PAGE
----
Oil and Water Can Mix- At Least When It Comes to Painting (With a Dash of Salt)

My kids have been painting since before they could walk (I have the photos to prove it.)  So when I say “let’s paint,” the expressions on their faces can read not again!!

Sometimes I run across a new technique that changes their minds.  This week I read a post for oil and watercolor paintings.


Kellen will engage in any activity that I call “an experiment.”  Rather than telling him we were going to paint (again), I advised that we were going to do an experiment.  I set up a  few small containers of color, vegetable oil, and rock salt, and gave him an eye dropper, so it certainly looked a bit more scientific than our standard paint sessions.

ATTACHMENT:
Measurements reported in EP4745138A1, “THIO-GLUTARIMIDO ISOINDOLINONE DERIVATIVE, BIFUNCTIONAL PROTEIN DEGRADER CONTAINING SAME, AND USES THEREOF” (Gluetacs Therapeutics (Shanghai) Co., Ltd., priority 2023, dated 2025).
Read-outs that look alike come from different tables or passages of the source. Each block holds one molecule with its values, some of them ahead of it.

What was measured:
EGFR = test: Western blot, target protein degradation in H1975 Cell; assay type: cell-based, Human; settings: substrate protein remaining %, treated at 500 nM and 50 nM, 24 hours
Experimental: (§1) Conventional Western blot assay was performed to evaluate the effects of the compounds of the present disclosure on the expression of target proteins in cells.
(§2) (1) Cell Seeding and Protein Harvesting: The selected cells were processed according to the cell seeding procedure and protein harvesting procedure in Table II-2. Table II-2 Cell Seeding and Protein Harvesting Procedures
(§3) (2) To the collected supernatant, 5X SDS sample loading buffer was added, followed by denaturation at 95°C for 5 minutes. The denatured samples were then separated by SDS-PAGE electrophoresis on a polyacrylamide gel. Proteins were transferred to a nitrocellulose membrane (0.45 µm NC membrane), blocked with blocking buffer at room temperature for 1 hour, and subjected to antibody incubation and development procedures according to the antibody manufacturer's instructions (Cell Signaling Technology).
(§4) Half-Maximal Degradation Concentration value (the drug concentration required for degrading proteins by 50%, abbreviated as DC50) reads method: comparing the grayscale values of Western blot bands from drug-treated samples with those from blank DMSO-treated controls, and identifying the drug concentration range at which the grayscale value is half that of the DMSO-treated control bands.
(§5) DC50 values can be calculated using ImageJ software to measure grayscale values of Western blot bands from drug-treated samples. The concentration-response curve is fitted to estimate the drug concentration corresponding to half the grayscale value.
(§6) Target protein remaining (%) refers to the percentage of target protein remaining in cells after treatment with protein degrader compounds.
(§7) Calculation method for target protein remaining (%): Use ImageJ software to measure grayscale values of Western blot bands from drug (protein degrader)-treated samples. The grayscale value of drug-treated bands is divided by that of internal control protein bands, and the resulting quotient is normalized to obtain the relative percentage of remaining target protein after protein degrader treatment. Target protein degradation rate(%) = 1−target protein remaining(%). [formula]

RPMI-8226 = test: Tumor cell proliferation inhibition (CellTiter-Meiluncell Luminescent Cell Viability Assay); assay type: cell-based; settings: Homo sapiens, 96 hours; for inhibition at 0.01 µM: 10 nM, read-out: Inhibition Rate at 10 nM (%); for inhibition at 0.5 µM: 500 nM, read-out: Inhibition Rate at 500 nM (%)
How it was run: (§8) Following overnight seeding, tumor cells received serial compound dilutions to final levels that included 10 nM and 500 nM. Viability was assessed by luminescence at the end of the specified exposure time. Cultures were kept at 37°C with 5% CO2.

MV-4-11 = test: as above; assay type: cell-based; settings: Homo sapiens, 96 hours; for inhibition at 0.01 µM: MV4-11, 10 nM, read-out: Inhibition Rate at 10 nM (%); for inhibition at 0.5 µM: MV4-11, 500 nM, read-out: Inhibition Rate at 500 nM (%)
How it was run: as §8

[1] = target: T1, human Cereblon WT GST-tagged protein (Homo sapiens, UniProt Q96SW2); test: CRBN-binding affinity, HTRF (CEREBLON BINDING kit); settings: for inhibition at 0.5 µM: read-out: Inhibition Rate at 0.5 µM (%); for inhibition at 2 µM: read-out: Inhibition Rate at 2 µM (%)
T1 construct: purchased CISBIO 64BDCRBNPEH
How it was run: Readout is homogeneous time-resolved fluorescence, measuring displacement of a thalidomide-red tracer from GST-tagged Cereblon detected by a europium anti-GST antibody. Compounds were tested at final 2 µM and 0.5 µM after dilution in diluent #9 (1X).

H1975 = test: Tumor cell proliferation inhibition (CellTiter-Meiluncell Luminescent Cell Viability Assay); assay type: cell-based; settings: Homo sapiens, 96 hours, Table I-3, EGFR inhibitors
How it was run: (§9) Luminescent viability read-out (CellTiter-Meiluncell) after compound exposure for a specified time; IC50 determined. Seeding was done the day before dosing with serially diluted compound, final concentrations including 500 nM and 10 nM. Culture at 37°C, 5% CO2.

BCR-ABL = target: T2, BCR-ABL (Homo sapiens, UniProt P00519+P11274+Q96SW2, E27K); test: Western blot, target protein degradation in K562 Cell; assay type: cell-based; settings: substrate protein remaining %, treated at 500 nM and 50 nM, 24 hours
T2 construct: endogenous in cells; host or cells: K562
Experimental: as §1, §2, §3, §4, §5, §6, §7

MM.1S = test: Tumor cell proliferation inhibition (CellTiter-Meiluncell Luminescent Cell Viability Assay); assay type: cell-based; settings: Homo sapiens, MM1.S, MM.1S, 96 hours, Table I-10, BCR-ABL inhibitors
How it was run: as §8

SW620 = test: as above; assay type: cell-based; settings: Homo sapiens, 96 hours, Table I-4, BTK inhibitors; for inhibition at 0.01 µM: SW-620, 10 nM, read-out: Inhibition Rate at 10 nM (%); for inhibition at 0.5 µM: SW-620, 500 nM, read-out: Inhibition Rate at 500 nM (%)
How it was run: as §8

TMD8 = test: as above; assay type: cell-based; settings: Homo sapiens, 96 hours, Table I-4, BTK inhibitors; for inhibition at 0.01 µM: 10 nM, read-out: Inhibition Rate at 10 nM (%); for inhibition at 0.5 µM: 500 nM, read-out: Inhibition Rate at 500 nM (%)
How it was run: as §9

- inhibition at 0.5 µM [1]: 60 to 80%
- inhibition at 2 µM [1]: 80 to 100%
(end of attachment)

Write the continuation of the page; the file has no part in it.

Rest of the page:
I ended up doing this activity twice- once with each child.  For the session with my younger son, I mixed food coloring with water to create paint.  For my older son, I gave liquid watercolors a try.  From what I could tell, the food coloring worked as well as the liquid watercolors, but the liquid watercolors do not stain your skin.

I placed a sheet of watercolor paper into a plastic container.  The boys used the eye dropper to squirt paint on the paper, and then oil on top of the paint.  The oil allowed some of the color to move, other colors to stayed put.  Some colors diluted, others remained bright.

We used the rock salt as a second form of resist.  The rock salt soaked up some of the paint, creating spots on the paper.  It also dissolved a little in the paint, giving our creations a shimmery look.


The finished projects turned out so beautiful!  My older son, Liam, was thrilled because the rock salt was dyed by the paint.  When we shook it off the pages, the salt transformed into magical crystals.


This project really captured their attention, kept them entertained for an extended period, cleaned up well, and left a great finished project- that’s a clear winner in my book!


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